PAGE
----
These gatherings appeal to an enthusiastic group of local filmmakers who feel bullish about Baton Rouge, especially now that more projects are returning to the area. Independent director and cinematographer Abe Felix is one example. He quit his day job with an advertising firm in to work full time as a filmmaker. Both films will be hitting the short-film festival circuit this year. Ideally, Hall says, a community with a healthy film industry has both outside projects from Hollywood, as well as strong indigenous filmmakers. Indeed, part of the new tax credit revisions include a fund that will support the work of local artists.
It will take a few years for it to be available, but its intention is to help regional filmmakers tell their stories. Waitr, the rapidly growing tech startup that provides restaurant delivery service through its signature app, has acquired select assets of Indie Plate, which shuttered earlier this month, and is launching a restaurant incubator designed to help aspiring chefs in Baton Rouge get their restaurants off the ground.
The Waitr Restaurant Incubator Lab, as the new initiative is called, will be located at Celtic Studios, where Indie Plate had its 1,square-foot commercial kitchen and ran its dinner-to-door meal subscription service. Waitr founder Chris Meaux had been thinking for a couple of years about developing a restaurant incubator in Baton Rouge, which is one of the strongest markets for the Lake Charles-based Waitr. As envisioned, the Waitr Restaurant Incubator Lab will allow aspiring chefs to work out of the kitchen at Celtic and will help them develop brands, menus and meals, which will then be promoted, sold and delivered through the Waitr app.
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This just takes some of the risk out of helping them succeed. Meaux did not say how much Waitr paid Indie Plate for its equipment. Meaux hopes the kitchen will be up and running later this spring. He says a couple of potential users are already on board and Waitr is seeking more. The head of Louisiana's largest film and television production studio says he hopes to see the sluggish movie-making industry rebound in the coming year after a steep downturn that followed changes to the state tax incentive program. The Baton Rouge Metro Council on Wednesday approved a new 2-cent tax rebate on every dollar of purchases related to movie production — a move that Mulhearn said could help as the industry tries to build back.
The generous incentives that Louisiana has offered to the film and television industry were frequently targeted as Louisiana cycled through repeated state budget shortfalls. At the same time, the state suspended the option to cash in the credits at a discount, which meant film-makers who benefited from the program either apply credits against their own taxes or sell them to a third party.
On July 1, the state began to buy back the credits that tapped out the program within a matter of weeks. John Bel Edwards in July launched a full-scale review of the Motion Picture Production Tax Credit program that he said would help chart out a long-term plan for an incentive program that better serves the state. And state lawmakers say they expect to revisit the topic when the Legislature meets next year.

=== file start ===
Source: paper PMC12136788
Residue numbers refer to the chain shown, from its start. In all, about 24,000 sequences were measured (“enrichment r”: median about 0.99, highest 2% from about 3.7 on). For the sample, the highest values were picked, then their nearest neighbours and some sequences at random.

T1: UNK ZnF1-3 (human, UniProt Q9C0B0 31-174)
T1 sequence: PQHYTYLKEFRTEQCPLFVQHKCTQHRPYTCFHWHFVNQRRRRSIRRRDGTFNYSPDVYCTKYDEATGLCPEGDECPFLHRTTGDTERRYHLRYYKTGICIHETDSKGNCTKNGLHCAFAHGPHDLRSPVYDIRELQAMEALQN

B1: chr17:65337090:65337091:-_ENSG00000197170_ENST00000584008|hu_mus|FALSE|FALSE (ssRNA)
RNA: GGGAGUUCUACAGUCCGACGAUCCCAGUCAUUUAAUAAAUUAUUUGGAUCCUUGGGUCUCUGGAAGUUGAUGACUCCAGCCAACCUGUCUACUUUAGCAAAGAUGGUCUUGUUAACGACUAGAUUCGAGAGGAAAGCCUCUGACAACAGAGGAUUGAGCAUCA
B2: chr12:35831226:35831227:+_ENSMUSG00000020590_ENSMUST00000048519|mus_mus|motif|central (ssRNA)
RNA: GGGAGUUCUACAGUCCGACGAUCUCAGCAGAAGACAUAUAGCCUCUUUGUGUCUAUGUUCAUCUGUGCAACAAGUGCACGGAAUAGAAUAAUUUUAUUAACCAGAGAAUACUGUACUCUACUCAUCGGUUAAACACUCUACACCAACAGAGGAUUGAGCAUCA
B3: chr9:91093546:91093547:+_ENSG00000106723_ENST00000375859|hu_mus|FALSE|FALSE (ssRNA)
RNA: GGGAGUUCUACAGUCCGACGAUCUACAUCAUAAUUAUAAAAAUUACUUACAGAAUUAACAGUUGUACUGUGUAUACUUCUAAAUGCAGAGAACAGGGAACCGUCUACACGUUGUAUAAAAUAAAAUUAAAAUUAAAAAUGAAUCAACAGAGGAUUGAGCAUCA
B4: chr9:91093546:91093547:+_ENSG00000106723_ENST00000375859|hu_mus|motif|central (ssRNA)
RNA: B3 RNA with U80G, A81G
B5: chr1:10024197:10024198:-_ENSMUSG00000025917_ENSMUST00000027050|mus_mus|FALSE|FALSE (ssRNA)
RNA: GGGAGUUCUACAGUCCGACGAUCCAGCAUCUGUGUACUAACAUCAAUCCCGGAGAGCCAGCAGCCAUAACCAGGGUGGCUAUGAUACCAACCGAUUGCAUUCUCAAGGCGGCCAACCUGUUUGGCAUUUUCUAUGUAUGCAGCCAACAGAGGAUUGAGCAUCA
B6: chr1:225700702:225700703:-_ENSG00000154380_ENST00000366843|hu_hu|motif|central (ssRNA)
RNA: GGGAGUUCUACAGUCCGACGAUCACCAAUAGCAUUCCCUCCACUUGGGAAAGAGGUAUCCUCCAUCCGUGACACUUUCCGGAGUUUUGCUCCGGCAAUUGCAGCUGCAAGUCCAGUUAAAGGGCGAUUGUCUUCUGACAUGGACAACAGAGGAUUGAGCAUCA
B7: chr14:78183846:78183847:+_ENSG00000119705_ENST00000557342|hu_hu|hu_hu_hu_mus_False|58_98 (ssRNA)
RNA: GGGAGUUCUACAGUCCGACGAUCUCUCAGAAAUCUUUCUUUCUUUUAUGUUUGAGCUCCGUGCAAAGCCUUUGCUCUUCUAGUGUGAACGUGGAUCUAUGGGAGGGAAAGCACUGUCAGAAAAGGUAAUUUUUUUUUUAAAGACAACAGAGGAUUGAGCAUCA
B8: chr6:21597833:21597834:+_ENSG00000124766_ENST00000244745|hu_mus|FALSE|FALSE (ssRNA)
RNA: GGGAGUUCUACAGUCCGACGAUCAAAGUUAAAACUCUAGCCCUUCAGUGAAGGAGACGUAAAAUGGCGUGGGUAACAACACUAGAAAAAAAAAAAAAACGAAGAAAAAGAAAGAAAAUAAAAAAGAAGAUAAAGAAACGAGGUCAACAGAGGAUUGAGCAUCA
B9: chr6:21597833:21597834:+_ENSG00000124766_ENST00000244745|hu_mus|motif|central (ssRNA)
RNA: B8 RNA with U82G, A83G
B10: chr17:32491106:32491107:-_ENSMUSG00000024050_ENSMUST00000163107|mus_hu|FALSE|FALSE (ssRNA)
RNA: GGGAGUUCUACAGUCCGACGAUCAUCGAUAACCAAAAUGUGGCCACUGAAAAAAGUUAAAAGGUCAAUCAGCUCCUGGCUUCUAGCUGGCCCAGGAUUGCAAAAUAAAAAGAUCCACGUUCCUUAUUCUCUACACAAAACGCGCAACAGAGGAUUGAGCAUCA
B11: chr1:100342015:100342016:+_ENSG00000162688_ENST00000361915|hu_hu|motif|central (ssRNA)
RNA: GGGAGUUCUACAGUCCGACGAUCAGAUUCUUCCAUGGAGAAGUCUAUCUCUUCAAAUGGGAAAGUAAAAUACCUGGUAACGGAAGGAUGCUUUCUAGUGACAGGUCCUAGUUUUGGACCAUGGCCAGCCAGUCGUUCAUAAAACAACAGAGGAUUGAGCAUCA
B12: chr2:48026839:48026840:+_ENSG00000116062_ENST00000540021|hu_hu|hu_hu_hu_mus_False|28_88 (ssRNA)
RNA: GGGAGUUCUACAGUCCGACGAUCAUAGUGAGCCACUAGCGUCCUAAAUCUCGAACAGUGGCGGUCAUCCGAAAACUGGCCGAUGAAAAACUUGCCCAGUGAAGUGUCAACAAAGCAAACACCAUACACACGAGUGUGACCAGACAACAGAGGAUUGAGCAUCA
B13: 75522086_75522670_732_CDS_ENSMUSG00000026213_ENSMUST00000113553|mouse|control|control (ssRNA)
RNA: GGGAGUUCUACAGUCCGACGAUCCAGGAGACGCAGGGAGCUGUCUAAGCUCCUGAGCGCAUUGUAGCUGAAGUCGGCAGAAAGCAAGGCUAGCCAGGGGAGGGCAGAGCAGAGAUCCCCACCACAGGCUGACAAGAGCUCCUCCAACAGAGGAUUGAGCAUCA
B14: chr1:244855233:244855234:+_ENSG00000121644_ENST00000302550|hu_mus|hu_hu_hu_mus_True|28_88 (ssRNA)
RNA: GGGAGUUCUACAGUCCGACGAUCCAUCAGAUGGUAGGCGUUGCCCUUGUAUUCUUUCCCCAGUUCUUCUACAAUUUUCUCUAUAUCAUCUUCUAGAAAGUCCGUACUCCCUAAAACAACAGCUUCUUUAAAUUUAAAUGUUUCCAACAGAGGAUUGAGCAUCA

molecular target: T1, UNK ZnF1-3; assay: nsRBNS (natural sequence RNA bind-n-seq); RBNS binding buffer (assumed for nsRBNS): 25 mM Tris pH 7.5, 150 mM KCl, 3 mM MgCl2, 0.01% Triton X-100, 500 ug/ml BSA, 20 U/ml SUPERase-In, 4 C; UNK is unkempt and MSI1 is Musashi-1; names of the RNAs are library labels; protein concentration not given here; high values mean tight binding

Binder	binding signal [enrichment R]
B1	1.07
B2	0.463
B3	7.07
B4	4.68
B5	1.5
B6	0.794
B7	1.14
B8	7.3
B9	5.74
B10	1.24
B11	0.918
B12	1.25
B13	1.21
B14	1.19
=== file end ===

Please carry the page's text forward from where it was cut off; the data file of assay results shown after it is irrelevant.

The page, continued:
Mulhearn said he's courting a scripted-television show for , but he wouldn't elaborate on the project. After hosting Gov. John Bel Edwards' inaugural ball in January that drew nearly 4, attendees, Mulhearn said the studio has been actively booking other events.
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Space also has been rented out to FEMA to be used as a disaster recovery center, and Mulhearn has entertained the idea of forming a partnership with a medical marijuana provider to lease space, though he declined to elaborate during the press club meeting. Following the floods, the studio served as a shelter for thousands of people who were displaced from their homes. Baton Rouge could become a bigger part of Hollywood South, at least that's the idea behind a measure that was passed by the Metro Council Wednesday night.
Mulhearn said Celtic has had trouble competing for projects because four areas in Louisiana already have tax incentives: Jefferson Parish, Shreveport, Lafayette, and St. Bernard Parish. The stages here are certainly a draw, but again, people are pinching pennies, and they're looking to see what is the best way to get the most bang for my buck," Mulhearn said. Celtic has been a part of many big budget projects, such as the most recent Fantastic Four film, the Twilight series, and Battleship.
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However, Mulhearn said business slowed down after the Louisiana legislature instituted a statewide limit on film tax credits in A lot of that stability and predictability is coming back now though and so people are giving Louisiana another shot," Mulhearn said. He could not say which studio or series.
Perhaps, one day, producers will again flock to Baton Rouge and use the cavernous sound stages on Airline Highway to make blockbuster hits. But for a long time to come, the state-of-the-art movie studio will best be remembered around here for the starring role it played in the early days of the historic flood of Today Celtic is dark.
Those who still need a place to stay have been consolidated with other displaced flood victims in the Baton Rouge River Center downtown, which is now a Red Cross-run shelter.